One of Auckland city's busiest and narrowest single-lane streets, High St, is set to become more "pedestrian-friendly" - but whether cars will be permanently banned is still up in the air.
A trial beginning in October to remove on-street parking along High St will be undertaken by Auckland Council in order to inform how they will "transform" the street permanently in 2022 - at a cost of up to $22 million.
The October trial will remove parking from the northern end of High St using temporary "fabricated place kits" which will widen the footpaths.
"While these trials are not permanent structures, the intention is to rebalance how the road reserve is used, and will be testing whether the street should have all on-street parking permanently removed and possibly become a fully pedestrianised precinct, or shared space," a spokesperson from Auckland Mayor Phil Goff's office said.
During the seven-month trial beginning in October, private vehicles will still be allowed to drive along High St, but they won't be able to park.
The parking removal trial is described as "iterative" by Auckland Council, and will gradually move up High St over the seven months.
"Car parking will be removed from the lower end of the street (northern end) first and then be progressively removed further up the street," the mayor's spokesperson said.
"This is to allow input from affected property owner/occupiers to be incorporated as we progress."
The place kits used to block off High St parking "will be of a high-quality finish to develop a world-class retail experience and will be recycled for use on other pedestrian projects in future", the Mayor's office said.
Auckland Council said throughout the October parking removal trail they will ensure accessibility for service vehicles, emergency services and those with disabilities.
Such accessibility will also be part of any final design to High St - whatever that may be.
"The primary purpose of the co-design [place kit] model on this project is to ensure that all the retailers and business owners on High Street are on board – they will play a significant role in how the trial evolves over time and the final design," the mayor's office said.
"We actually expect that life will be easier for delivery/service vehicles because they won't have to compete with private vehicles."
Goff said the cost of the transformation will cost between $14m and $22m and largely be funded by Auckland city centre targeted rate, which is paid by the CBD businesses and residents.
In a press-conference on High St today, Goff announced the delivery of the permanent "transformation" of High St would be brought forward three years from what was originally projected - to 2022.
"We will learn from the trial, which means that when we actually start spending the serious money on this street, we will have got it right. So yes, with all speed we've halved the amount of time [to 2022 delivery date]," Goff said.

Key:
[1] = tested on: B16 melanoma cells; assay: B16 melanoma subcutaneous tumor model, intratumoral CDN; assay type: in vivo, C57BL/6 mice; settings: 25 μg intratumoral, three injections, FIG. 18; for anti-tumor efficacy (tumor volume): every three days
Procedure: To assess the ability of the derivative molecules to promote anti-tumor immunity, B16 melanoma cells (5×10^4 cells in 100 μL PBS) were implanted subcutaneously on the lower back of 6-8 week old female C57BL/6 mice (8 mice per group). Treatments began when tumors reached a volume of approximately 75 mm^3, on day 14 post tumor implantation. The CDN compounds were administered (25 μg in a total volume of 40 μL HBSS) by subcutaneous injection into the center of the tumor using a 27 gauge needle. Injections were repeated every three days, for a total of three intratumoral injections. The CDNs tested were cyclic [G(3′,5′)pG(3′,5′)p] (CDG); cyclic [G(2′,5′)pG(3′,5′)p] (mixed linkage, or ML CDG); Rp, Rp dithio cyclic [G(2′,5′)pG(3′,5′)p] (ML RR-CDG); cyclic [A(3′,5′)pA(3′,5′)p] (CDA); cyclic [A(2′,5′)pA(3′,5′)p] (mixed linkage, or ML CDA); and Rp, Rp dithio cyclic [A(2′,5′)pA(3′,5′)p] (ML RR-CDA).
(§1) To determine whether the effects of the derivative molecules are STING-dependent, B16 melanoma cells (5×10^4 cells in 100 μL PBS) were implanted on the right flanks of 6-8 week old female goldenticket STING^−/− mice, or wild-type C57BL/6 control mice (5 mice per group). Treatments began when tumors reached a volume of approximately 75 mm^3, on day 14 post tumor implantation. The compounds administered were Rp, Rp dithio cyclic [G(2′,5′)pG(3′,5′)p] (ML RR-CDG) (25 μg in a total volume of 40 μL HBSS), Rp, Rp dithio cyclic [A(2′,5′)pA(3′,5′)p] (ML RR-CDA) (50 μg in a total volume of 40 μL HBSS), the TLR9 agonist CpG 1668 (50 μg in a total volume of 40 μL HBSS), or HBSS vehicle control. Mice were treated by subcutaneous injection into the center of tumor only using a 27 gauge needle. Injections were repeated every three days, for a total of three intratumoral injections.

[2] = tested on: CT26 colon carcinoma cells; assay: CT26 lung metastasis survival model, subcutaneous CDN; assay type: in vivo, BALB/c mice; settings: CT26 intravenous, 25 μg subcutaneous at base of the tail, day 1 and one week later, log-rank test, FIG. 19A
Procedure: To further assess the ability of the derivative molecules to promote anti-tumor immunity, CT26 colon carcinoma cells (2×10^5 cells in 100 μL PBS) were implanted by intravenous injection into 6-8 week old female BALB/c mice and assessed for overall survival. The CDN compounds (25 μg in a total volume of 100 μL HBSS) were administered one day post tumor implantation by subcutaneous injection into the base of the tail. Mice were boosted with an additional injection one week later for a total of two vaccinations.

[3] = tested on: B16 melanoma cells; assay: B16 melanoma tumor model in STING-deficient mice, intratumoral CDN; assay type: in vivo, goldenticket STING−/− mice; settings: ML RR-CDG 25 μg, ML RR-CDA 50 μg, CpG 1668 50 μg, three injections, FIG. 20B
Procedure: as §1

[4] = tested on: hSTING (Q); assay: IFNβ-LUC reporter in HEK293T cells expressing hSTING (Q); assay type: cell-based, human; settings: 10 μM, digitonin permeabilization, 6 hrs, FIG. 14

Goff said there may need to be some financial input from the council to fund the upgrade in addition to city centre targeted rate payers - depending on the "final nature of the design".
Traffic and pedestrian counts reveal there are 14 pedestrians for every one person in a vehicle on High Street.
Goff said other streets in Auckland City that may need to be transformed into more "pedestrian-friendly" include Federal St, Victoria St Linear Park, and streets around the Waterfront Park near Quay St.
Goff said Auckland Council would also be looking to pedestrianise Queen St when it is "dug up" for construction on light rail within the next 10 years.
In Auckland already Vulcan Lane and Durham St East are full pedestrian with no cars allowed.
Pedestrian and vehicle shared space thoroughfares in Auckland city include Fort St, Jean Batten Place, O'Connell St and Elliott St.
Auckland Councillor Chris Darby said council staff have already consulted with numerous High St businesses over how they would cope with a more pedestrian-friendly street, and the disruptive construction phase.
"Our teams have been marching up and down the street talking to business, property owners, good liaison with Heart of the City as well," Darby said.
"There is a very strong single voice to get on and have a crack on with this street."
However, businesses along High St who spoke to the Herald were all open about the toll the construction phase would have on their retail trade.
Pauanesia is a small independent retail story selling textiles and homewares designed by Kiwi artists which has operated on High St for 24 years.
Eva Greensill who works there said anything that will affect foot traffic during the construction stage of the High St alterations will "impact our business quite hugely".
"For the period that it is disruptive I know that it will be a huge blow for our business," Greensill said.
"It's a pity as well because the store is quite unique in the way it's something different, everything's got integrity, everything's got stories and it would be such a shame if it had to close because there wasn't enough customers through here."
Crane Brothers managing director Murray Crane said the construction phase of the High St alterations will inevitably impact their retail trade.
"There's no question that it will affect retail trade, it will," Crane said.
"That's why it's important to get the investment of retailers because it does have an impact on business.
"But if we manage that we should be able to mitigate that as much as we can. I mean Albert St has had an impact, City Rail has an impact, Commercial Bay has an impact.
"You know we've been battered and bruised in the last five years when it comes to the central city.
"So you need to have the long-term vision but you also have to make sure you make it to the end [of the construction process]."